The Black Hills National Forest is located in Western South Dakota and Northeastern Wyoming. Recreation opportunities abound. Over one million acres of public land. The forest is 125 miles long by about 65 miles wide and loaded with lakes, campgrounds, hiking and scenic drives.
This “island in the prairie” has something for everyone. You can visit Devils Tower, hike Harney peak or explore Spearfish Canyon. If you want luxury hotels or primitive camping, all can be found in the Black Hills of South Dakota.
26 can be found throughout the forest
Northern Black Hills – Dalton Lake Picnic Area, Dead Ox Picnic Area, Hanna Campground, Hellsgate Gulch Picnic Area, Long Valley Picnic Area, Mount Roosevelt Picnic Area, Steamboat Rock Picnic Area and Strawberry Picnic Area.
Central Hills – Custer Trail Campground, Dutchman Campground, Lake Shore Picnic Area, Jenny Gulch Picnic Area, Pactola Point Picnic Area, Veterans Point Picnic Area, Dakota Point Picnic Area, Sheridan North Picnic Area, Sheridan South Picnic Area and Spring Creek Picnic Area
Southern Hills – Bismarck Lake Picnic Area, Elkhorn Picnic Area, Flynn Creek Picnic Area, Hazelrodt Picnic Area, Iron Mountain Picnic Area, J.H.Keith Cascade Falls Picnic Area, J.H. Keith Cascade Springs Picnic Area and Lakota Lake Picnic Area.
Options are almost endless
The Black Hills of South Dakota is home to two trails over 100 miles long. The 111-mile Centennial Trail begins at Bear Butte and ends in Wind Cave National Park. And, the Mickelson Trail starts in Deadwood and ends 109 miles later in Edgemont.
Northern Black Hills – Crow Peak, Eagle Cliff, Little Spearfish Trail, Mount Roosevelt, Old Baldy, Rimrock trail, Little Spearfish Falls, Roughlock Trail, Bear Butte, Iron Creek, 76 Trail, Lookout Mountain, 11th Hour Gulch, Community Caves
Northwestern Black Hills – Carson Draw Trail System, Cliff Swallow Trail, Cook Lake Trail, Dugout Gulch Botanical Trail, Sundance Trail System, Devils Tower
Central Black Hills – Black Elk Wilderness Trail System, Centennial Trail, Deerfield Lake Loop Trail, Deerfield Trail, Flume Trail, Horsetheif Lake Trail, Osprey Trail, Veterans Point Trail
Sothern Black Hills – Hell Canyon Trail, Sunday Gulch Trail, Harney Peak Trail, Little Devils Tower
Visit the BHNF website for more hiking information.
30 National Forest Campgrounds and numerous commercial campgrounds
Northwestern Black Hills – Bearlodge Campground, Cook Lake Recreation Area, Reuter Campground and Sundance Horse Campground.
Central Black Hills – Black Fox Campground, Castle Peak Campground, Custer Trail Campground, Dutchman Campground, Whitetail Campground, Ditch Creek Campground, Pactola Campground, Sherdian Lake South Shore Campground.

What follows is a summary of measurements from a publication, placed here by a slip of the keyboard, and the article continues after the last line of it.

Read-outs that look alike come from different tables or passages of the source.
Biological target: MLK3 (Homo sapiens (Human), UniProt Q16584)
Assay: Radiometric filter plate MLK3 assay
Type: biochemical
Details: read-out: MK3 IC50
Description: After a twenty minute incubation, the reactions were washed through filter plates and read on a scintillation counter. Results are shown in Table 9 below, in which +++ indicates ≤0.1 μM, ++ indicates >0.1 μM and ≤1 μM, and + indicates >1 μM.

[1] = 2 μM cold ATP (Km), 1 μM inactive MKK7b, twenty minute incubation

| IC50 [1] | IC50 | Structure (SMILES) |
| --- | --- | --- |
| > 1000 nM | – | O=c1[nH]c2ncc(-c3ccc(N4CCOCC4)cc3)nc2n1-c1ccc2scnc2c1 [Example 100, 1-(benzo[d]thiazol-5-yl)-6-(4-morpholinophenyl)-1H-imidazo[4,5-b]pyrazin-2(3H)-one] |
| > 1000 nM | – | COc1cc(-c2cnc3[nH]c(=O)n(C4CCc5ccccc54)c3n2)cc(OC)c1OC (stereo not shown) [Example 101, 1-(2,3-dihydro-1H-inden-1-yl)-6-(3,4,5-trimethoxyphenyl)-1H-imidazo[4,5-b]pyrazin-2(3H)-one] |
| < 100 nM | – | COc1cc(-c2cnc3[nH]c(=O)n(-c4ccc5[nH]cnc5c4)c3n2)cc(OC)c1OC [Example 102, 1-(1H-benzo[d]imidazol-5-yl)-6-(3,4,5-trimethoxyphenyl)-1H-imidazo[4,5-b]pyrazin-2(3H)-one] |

Southern Black Hills – Beaver Creek Campground, Bismarck Lake Campground, Comanche Park Campground, Grizzly Bear Campground, Horsethief Lake Campground, Oreville Campground and Redbank spring Campground.
Visit the Black Hills National Forest website for more information about the Campgrounds
useful books for planning and enjoying your trips
Insiders’ Guide to South Dakota’s Black Hills & Badlands — Very useful, not only discusses hiking and camping, but covers shopping, restaurants, annual events and more. This book covers everything you need to know about visiting the area.
Best Easy Day Hikes Black Hills Country — Great for hikers. This book has easy to follow maps and the trail descriptions are very good.
Moon Mount Rushmore & the Black Hills — Another very good all encompassing guide. Not just hiking in the area, but motels, musems and dinning. I carry mine with me most of the time, and I live here.
Roadside Geology of South Dakota — I’m not a huge geology fanatic, but this is an interesting book. Driving around the Black Hills, you will encounter many different types of rocks and geological formations. I like to carry this in the car and thumb through it when picnicking in the Black Hills.
Birds of the Dakotas Field Guide — This book is small enough to fit in a small day-pack, and provide you something to page through when taking a break out in the forest. It is organized by the color of the birds, and fun to try and find the birds you’ve seen while hiking. Kids love this book.
Never travel in the Black Hills without a map
BHNF website has lots of free maps. Many local business and tourist information areas have maps too.
I have an interactive Black Hills map. It has most of the hikes and places I’ve posted about.
I always carry my Trails Illustrated Maps because they are easy to read and have most hiking trails marked. There are three maps of the area: Black Hills – Northeast Map #751, Black Hills, South East Map # 238 and Badlands National Park